The camp was similar to a concentration camp, surrounded with barbed wire and long wooden barracks contained five rooms administered by a Kapos, a prisoner assigned to supervise their peers by the Nazis. The Kapos often beat their fellow prisoners with rubber truncheons. Accommodating 26-40 men, every room had bunk beds and one folded blanket per straw mattress. The toilet block contained a long plank of wood with about 30 holes in it above a deep trench. Several cold-water faucets lined the wall; there was no soap, towels, or toilet paper.
Dad worked each day at one of two Krupp artillery factories manufacturing gun parts. Twice a week he had a strip shorn on his head, from his forehead to the nape. No explanation was provided, and I suspect it was just another form of humiliation that prisoners had to endure. Dad was frequently beaten and at Markstadt, all his teeth were knocked out.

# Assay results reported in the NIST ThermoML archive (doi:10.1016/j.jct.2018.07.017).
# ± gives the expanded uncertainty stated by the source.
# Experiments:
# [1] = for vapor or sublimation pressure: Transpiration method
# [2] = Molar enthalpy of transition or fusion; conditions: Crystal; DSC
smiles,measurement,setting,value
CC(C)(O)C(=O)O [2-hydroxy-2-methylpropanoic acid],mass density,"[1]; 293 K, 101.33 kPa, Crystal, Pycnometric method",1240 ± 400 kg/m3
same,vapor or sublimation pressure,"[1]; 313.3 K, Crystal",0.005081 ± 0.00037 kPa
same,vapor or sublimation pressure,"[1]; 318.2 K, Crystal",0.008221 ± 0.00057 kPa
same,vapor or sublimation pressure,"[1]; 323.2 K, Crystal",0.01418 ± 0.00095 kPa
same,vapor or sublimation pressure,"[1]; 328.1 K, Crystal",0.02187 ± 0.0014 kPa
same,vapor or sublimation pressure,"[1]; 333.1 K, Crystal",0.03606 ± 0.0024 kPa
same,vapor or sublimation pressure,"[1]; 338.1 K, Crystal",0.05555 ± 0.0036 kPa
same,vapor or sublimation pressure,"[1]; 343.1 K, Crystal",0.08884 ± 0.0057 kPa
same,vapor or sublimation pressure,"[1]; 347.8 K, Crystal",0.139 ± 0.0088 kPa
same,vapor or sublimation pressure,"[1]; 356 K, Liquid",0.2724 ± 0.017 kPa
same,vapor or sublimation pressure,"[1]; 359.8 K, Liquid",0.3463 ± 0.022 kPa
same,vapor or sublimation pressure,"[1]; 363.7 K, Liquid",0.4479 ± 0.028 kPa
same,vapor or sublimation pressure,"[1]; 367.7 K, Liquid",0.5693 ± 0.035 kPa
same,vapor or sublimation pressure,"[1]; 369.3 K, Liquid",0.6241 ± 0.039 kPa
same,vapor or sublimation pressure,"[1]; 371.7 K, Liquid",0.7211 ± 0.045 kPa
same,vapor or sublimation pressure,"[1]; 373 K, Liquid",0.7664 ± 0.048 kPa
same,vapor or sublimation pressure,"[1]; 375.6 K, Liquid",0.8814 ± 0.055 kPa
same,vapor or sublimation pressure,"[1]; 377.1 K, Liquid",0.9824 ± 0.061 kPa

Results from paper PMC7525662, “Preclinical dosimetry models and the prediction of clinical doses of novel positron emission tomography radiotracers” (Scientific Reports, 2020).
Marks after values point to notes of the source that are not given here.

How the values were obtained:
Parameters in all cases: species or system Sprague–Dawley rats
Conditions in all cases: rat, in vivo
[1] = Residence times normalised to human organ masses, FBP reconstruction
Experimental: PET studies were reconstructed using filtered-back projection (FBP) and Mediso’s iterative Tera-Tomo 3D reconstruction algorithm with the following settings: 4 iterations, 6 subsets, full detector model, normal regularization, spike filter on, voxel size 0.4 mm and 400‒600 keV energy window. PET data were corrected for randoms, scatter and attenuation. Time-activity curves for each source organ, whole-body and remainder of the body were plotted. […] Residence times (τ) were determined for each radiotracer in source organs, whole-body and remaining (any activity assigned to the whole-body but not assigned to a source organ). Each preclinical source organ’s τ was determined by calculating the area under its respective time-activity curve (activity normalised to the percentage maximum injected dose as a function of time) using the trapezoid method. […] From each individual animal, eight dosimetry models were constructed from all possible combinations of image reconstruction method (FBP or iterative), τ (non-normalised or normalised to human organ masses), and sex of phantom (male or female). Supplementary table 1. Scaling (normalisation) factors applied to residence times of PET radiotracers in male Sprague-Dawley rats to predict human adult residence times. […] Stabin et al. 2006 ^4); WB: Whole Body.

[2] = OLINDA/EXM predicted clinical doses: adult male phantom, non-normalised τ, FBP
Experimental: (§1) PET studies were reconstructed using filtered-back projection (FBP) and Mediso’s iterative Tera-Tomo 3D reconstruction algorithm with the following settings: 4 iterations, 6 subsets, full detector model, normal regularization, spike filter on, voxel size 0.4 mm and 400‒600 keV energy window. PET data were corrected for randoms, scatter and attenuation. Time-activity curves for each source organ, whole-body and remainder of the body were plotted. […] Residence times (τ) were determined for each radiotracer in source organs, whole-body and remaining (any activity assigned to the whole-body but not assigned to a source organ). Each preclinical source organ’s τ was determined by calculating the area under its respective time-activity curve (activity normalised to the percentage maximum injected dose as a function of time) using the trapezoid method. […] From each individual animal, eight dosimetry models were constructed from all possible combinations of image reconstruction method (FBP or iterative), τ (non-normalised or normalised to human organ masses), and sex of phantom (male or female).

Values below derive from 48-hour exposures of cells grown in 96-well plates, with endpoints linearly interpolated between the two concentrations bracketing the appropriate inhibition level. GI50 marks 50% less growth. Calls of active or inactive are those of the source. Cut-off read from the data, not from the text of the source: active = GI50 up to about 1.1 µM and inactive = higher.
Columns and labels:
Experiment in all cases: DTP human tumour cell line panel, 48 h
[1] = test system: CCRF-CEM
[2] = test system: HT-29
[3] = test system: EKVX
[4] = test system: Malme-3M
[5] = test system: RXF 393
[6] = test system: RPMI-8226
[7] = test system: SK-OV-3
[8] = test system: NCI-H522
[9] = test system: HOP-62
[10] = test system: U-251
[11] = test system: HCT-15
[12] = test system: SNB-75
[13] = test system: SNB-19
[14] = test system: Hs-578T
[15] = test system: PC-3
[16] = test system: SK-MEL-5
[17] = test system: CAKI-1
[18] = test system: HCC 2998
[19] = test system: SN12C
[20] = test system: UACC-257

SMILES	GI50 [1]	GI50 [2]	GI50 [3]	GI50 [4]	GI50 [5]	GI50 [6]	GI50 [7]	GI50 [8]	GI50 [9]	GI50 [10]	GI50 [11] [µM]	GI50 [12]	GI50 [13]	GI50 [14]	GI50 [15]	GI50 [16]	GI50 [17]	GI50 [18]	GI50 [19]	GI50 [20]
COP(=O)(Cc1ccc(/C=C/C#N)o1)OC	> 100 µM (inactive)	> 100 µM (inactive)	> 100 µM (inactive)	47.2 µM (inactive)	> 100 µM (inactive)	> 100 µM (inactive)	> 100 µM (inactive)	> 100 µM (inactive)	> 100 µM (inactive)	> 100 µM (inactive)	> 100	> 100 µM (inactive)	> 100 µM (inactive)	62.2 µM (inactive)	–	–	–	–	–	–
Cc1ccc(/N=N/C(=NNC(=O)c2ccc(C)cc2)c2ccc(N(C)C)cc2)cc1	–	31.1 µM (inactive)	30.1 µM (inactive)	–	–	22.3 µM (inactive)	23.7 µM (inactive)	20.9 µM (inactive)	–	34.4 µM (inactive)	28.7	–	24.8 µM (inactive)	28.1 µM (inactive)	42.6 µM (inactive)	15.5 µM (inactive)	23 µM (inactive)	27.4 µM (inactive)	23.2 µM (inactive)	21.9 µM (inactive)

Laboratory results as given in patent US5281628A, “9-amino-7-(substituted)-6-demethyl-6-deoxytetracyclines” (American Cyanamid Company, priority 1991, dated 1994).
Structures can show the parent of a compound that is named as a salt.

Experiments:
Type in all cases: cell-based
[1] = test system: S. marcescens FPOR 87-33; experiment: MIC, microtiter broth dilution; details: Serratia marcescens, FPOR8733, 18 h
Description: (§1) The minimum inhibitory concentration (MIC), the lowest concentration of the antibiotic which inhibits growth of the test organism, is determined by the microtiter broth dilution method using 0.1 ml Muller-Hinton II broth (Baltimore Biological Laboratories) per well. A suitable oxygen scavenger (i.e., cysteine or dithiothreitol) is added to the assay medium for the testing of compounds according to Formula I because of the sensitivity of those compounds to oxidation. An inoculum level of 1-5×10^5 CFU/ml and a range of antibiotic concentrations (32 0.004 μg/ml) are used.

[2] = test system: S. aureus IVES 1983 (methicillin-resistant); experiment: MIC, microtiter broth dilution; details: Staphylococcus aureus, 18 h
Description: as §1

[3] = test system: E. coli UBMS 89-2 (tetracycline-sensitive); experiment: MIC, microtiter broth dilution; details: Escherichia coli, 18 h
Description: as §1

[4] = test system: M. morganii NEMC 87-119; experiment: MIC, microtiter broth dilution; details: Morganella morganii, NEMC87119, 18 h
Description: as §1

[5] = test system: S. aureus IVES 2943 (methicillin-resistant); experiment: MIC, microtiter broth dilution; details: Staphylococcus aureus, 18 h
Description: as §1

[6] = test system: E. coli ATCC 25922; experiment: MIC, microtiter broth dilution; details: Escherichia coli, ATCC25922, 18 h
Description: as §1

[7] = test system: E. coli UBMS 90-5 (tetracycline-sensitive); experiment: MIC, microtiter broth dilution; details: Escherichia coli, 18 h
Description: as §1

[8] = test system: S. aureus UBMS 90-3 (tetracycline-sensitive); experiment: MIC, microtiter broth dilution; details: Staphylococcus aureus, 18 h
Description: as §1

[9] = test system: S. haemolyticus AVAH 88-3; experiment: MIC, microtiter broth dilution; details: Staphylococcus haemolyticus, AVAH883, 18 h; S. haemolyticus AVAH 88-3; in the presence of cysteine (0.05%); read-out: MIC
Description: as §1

In late 1941, he was again transferred and this time to Fuenfteichen, which was one of many subcamps of the Gross-Rosen concentration camp and not far from Markstadt and still under construction. There he did similar work at a Krupp munition factory until May 1943 at which time he was transferred to Gross-Rosen itself. Life was extremely harsh at Gross-Rosen where prisoners were kept on starvation diets until they died. The diet consisted of stale bread and a soup that was mostly water. Simon Weisenthal was a survivor of the Gross-Rosen concentration camp.
At Gross-Rosen, he was assigned to be a Sonderkommando, a prisoner who loaded dead bodies into the crematoriums. Sonderkommandos were replaced on a regular basis and subsequently killed because the Nazis did not want any living witnesses to these atrocities. Dad was tipped off by a sympathetic guard when it came time to be replaced and hid among the dead bodies for a several days. Shortly after coming out of hiding, he was transferred once again to another concentration camp, Buchenwald near Weimar, Germany.